Republican State Sen. Tony Hwang says he’s ready to get to work — even if Connecticut’s towering $1.7 billion deficit will lead to “some hard decisions” during the newly begun legislative session.
“We didn’t get into this trouble overnight, and we’re not going to solve it overnight,” said the 54-year-old senator, whose district includes parts of Fairfield, Westport, Weston, Easton and Newtown. “But our time is running out to fix it.”
The Fairfield resident also opined that money should be spent on modernizing the DMV. “It’s all a part of addressing how we can create a better, more efficient delivery of government services,” Hwang said. “I hope we (the legislature) can take a pragmatic and cautious approach” to that and other issues.Hwang, re-elected in November to his second term in the state Senate after three terms in the state House, maintains a fairly moderate position when it comes to most topics. While state Senate Republican President Pro Tempore Len Fasano and House Minority Leader Themis Klarides have rejected — sometimes vehemently — the idea of bringing electronic tolls to the state’s highways, Hwang, who sits on the Senate Transportation Committee, said, “I’m open to every discussion. I’m not a pure ‘no’ on something like that.”
Although he’s personally against gambling, Hwang declared that he accepts the fact that the Supreme Court has ruled in favor of legalized sports gambling being allowed in every state.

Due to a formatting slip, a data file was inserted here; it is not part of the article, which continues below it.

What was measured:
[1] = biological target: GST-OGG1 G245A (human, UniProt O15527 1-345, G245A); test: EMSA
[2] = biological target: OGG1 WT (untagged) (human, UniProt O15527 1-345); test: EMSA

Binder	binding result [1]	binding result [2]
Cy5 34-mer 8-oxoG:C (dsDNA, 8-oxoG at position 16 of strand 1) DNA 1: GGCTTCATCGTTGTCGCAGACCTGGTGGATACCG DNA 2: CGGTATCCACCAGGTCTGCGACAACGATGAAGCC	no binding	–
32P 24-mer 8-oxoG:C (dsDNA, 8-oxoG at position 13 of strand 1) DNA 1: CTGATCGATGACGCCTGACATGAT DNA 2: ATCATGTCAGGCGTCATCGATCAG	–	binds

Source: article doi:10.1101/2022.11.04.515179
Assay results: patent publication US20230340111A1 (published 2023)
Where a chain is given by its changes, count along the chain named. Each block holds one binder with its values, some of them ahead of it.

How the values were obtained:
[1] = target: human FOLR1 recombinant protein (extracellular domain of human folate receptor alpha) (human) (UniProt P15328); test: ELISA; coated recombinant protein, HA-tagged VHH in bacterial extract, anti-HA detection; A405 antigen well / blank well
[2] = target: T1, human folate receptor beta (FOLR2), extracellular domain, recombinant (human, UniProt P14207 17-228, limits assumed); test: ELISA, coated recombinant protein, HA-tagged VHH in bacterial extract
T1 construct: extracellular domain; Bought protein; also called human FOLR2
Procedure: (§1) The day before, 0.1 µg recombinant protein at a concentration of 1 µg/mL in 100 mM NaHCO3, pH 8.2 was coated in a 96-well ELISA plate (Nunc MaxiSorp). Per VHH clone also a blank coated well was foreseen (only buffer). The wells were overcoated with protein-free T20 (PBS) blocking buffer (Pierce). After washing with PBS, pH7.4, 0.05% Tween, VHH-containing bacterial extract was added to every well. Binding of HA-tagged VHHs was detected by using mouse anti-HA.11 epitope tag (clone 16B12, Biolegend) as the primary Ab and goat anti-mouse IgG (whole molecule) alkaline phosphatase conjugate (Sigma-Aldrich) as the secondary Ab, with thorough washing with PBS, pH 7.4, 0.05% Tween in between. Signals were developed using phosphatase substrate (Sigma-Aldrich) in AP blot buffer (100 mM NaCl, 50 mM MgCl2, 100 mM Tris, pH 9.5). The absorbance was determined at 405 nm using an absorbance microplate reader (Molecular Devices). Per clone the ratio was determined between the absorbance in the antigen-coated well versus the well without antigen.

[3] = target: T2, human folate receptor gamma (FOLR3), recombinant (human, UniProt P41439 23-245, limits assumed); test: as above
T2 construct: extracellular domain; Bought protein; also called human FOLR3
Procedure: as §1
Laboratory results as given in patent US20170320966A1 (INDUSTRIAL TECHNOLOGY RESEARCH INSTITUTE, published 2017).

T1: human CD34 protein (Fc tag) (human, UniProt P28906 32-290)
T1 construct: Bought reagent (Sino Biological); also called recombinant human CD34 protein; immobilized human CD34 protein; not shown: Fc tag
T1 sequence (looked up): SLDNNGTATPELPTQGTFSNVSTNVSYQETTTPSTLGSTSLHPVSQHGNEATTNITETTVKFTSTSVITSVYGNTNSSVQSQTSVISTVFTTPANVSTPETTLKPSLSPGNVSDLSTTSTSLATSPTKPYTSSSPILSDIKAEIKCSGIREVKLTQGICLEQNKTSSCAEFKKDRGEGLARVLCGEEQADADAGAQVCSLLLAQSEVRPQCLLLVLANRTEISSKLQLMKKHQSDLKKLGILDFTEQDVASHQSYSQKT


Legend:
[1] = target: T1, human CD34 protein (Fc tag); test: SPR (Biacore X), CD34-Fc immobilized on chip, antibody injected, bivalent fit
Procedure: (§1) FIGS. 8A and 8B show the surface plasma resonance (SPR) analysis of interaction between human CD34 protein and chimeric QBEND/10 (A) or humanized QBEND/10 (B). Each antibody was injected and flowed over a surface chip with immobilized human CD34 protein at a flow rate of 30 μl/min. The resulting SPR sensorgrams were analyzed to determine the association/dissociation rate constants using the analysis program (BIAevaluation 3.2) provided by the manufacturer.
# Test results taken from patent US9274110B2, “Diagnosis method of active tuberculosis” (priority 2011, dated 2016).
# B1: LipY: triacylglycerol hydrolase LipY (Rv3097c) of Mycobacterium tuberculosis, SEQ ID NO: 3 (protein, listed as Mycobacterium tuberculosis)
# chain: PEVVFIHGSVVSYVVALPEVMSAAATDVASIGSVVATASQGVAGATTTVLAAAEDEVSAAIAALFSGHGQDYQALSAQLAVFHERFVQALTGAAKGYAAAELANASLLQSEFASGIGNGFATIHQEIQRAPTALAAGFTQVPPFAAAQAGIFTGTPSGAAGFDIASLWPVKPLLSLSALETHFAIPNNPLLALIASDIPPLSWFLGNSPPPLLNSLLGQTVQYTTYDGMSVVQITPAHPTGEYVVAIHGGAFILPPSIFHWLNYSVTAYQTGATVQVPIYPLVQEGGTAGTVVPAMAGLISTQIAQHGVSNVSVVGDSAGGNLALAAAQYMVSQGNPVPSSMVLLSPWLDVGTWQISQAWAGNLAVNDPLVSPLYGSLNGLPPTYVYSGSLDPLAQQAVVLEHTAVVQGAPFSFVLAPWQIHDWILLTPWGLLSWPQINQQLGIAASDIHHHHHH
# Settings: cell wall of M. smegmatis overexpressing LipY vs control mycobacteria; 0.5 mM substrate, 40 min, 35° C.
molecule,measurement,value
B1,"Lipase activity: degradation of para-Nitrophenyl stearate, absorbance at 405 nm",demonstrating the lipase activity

Hwang wants to push through legislation that would create a state cybersecurity czar who would report to the Connecticut Department of Public Safety. “That person would be responsible for working with Homeland Security, helping corporations and other businesses fight against espionage and attacks on customer databases, and educating the public about the risks they may not even know they’re facing.”
Hwang said that even though he’s rarely without his laptop or mobile device, he remains concerned that device makers like T-Mobile and Verizon, as well as platforms like Facebook, “continue to use our data in an invasive manner.”
He declined to say if he had anyone in mind for the czar position but said he “has confidence” that Gov. Ned Lamont understands the situation.
Hwang is the minority leader on the Housing and Higher Education & Employment committees. Of the former, he said he wants to address the shortage of affordable housing throughout the state as well as “the incredibly high cost of housing in southwest Connecticut. I hope we can talk about housing solutions that can be a catalyst for reinvigorating not just our urban but also our suburban centers to attract more and more young people to our area.”
As for education, Hwang said he hoped the state would renew its efforts to promote not only the University of Connecticut and other state schools, as well as private institutions like Yale and Trinity College, “but our vocational and technical schools as well. Those need a new, fresh look. There is an ongoing need for delivering a population that is not always interested in a four-year school, who can learn a trade alongside a craftsman. The skills we need are not always acquired in the towers of higher education.”
Hwang said he was confident that he and his fellow Republicans can find common ground with Lamont.
“I’ve met him a few times and he’s always been a gentleman,” he said. “He’s a genuinely likable person and truly seems to be taking a collaborative approach. I’m encouraged. I want him to succeed, just like I want the legislature to succeed and our businesses and constituents to succeed.”